Maybe we make bad decisions because we want to work with people we know. Maybe we trust the recommendations of people we've trusted in the past. Whatever the reason, choosing the wrong attorney is the biggest mistake made by people in child custody conflicts.
From getting an unfair child settlement outcome to unrealistic and often damaging child custody arrangements, choosing the right attorney to protect you and your loved one(s) is essential.
This article will help you think through your choices and make suggestions for how to proceed, rather than simply and naively operating with blind trust in an area that can make so many people, including your children, so unhappy.
Issues to Consider about the Attorney
The attorney who will represent you in court can have a variety of characteristics, but we've found these two to be essential:
How familiar he or she is with family law, including divorce, all marital property settlement issues, and especially is up to date on child custody issues. This would include knowledge of applicable custody statutes, all the case law that might relate to your issues and indeed is even up on the social science research on custody issues.
In other words, your attorney must be a true expert in the issues and legal tactics that surround custody conflicts. The real power of a good attorney is not to be found in "style" or "presentation," but in what he or she knows.
How much time he or she invests in preparing for all of the unfolding phases of a dispute - from the moment it starts, through all of the negotiations and up to a possible or actual court trial.
When books written on this subject tell people about how to find such a lawyer, they typically say to ask the local county Bar Association for a referral, or to ask among their friends. Such books often give a long list of questions to ask of a prospective attorney. While such practices are helpful, they are by no means sufficient in a complex case.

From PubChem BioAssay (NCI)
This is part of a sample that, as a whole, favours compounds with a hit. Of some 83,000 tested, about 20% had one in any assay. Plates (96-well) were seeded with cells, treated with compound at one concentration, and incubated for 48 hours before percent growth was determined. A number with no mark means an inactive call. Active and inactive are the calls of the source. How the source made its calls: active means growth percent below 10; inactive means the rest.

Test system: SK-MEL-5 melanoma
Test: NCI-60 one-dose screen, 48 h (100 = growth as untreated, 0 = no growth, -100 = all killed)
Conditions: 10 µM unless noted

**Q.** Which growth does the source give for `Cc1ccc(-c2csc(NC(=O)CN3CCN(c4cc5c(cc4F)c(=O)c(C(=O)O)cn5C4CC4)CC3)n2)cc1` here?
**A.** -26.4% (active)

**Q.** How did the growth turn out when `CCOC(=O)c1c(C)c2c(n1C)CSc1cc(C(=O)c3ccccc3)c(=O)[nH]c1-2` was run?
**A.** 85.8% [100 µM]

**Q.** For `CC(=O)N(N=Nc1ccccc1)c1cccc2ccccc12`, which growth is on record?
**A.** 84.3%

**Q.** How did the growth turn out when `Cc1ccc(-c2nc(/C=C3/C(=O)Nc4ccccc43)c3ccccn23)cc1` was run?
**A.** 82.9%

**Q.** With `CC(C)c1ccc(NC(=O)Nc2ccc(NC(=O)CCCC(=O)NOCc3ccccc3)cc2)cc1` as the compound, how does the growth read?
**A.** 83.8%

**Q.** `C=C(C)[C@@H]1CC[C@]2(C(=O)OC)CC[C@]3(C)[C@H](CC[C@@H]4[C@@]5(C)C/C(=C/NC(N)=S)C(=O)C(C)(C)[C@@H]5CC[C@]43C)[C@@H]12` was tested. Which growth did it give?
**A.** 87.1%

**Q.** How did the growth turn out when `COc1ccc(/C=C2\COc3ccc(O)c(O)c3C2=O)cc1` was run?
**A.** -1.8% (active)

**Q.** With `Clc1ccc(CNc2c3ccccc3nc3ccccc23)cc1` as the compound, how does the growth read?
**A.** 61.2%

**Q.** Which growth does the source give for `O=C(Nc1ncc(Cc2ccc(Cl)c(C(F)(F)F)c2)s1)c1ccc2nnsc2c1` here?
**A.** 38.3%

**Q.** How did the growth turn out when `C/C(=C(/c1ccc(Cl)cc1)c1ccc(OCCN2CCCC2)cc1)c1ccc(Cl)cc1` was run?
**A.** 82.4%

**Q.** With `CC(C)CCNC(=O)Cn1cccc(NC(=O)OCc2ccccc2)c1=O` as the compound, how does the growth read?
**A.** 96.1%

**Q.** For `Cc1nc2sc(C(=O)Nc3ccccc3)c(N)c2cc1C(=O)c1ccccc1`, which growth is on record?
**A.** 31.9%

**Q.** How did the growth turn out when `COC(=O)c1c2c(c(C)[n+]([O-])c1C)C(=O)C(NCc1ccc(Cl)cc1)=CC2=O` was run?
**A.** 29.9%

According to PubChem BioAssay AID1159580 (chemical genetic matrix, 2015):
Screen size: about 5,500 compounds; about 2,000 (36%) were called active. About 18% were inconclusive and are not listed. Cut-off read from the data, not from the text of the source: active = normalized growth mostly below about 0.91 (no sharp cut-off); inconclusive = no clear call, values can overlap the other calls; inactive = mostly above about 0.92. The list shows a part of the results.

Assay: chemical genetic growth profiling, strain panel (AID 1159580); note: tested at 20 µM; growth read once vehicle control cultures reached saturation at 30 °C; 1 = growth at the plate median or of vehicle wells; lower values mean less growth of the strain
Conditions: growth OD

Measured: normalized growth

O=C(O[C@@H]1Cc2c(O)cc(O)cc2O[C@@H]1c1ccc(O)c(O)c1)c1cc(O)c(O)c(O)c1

We believe that it is wise to attempt to find an attorney who is a member of the American Academy of Matrimonial Lawyers. This professional group typically has the most well respected attorneys as its members. However, we have found two other "musts" that are part of the issue of finding the right attorney.
Knowledge of Local Politics and Judges
The most important "must" is that the attorney you pick should be thoroughly familiar with the local politics in the court system in which your case will be heard and particularly enlightened as to the prejudices and beliefs systems of the judge in front of whom you may appear.
The bottom line of any court case is that a particular judge is going to make a decision. In the family court system, judges have much more discretion to use personal 'judgement' than other judges who work on "criminal" proceedings.
This family court judge, though supposedly mandated to follow certain case law and/or statutory guidelines, is in fact pretty much free to do what he or she pleases. There are relatively few procedural constraints on family court judges. This is particularly important because it is very difficult to appeal cases lost at the trial level in the family court system.
This means it is essential for your attorney to know your judge, inside and out. That means knowing what he or she considers in deciding who is going to be the "better" parent, to what the judge will accept as permissible evidence, the types of evidence the judge happens to favor, and even knowing which mental health evaluators carry more weight in a particular judge's decision-making.
Many kinds of evidence may be brought in front of a judge. There will be testimony from a parade of witnesses as well as the two competing main participants (the parents). There may be testimony from expert mental health witnesses. Some parents and attorneys bring videos and pictures before the judge, to convince him or her that their relation with the child is "best," or that their home environment is the better one.
The expert might present psychological test data, or interview data, or observation data. It is critical that the attorney know which kind of evidence will be given the highest priority by the judge. In a survey we ran a few years ago, it became clear that most judges favor one kind of evidence over others. It is the favored evidence he or she will assign the highest truth value to, and be most influenced by.